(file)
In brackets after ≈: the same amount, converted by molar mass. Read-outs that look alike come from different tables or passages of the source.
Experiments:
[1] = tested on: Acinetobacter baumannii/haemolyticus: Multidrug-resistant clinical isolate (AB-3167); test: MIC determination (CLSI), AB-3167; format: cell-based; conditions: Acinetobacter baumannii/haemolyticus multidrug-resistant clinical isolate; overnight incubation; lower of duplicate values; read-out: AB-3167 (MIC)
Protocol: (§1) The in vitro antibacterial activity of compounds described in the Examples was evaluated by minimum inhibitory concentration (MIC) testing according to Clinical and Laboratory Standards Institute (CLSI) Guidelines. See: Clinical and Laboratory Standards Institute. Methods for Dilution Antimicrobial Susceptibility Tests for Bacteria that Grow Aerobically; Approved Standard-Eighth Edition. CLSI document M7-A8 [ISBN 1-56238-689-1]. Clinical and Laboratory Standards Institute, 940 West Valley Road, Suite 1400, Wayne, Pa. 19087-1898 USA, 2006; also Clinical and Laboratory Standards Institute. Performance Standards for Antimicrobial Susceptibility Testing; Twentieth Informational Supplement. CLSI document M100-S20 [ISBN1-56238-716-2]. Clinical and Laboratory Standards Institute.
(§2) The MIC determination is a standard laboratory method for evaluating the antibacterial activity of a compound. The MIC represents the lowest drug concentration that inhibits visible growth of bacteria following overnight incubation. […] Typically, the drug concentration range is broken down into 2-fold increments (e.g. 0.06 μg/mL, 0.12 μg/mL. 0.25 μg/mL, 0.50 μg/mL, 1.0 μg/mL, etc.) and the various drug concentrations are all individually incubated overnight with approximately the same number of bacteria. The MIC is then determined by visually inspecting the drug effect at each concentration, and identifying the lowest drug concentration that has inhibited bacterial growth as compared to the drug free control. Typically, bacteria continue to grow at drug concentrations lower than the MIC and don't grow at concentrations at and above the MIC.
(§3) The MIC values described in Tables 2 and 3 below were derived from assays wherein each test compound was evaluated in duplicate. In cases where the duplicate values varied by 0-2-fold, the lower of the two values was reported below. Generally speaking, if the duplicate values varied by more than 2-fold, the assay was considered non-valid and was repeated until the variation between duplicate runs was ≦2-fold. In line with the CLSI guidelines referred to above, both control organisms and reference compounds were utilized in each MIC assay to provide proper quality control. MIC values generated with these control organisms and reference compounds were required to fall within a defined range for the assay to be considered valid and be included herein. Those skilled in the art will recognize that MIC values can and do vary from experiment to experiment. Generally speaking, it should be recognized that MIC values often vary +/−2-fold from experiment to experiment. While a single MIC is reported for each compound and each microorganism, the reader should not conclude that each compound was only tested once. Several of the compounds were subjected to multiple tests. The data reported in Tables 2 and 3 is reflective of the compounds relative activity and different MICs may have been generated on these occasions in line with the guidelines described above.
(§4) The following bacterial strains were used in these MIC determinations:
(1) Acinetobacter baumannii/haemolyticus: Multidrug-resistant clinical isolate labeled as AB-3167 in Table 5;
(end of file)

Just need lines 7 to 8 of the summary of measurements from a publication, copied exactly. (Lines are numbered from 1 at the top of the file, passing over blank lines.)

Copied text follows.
(§4) The following bacterial strains were used in these MIC determinations:
(1) Acinetobacter baumannii/haemolyticus: Multidrug-resistant clinical isolate labeled as AB-3167 in Table 5;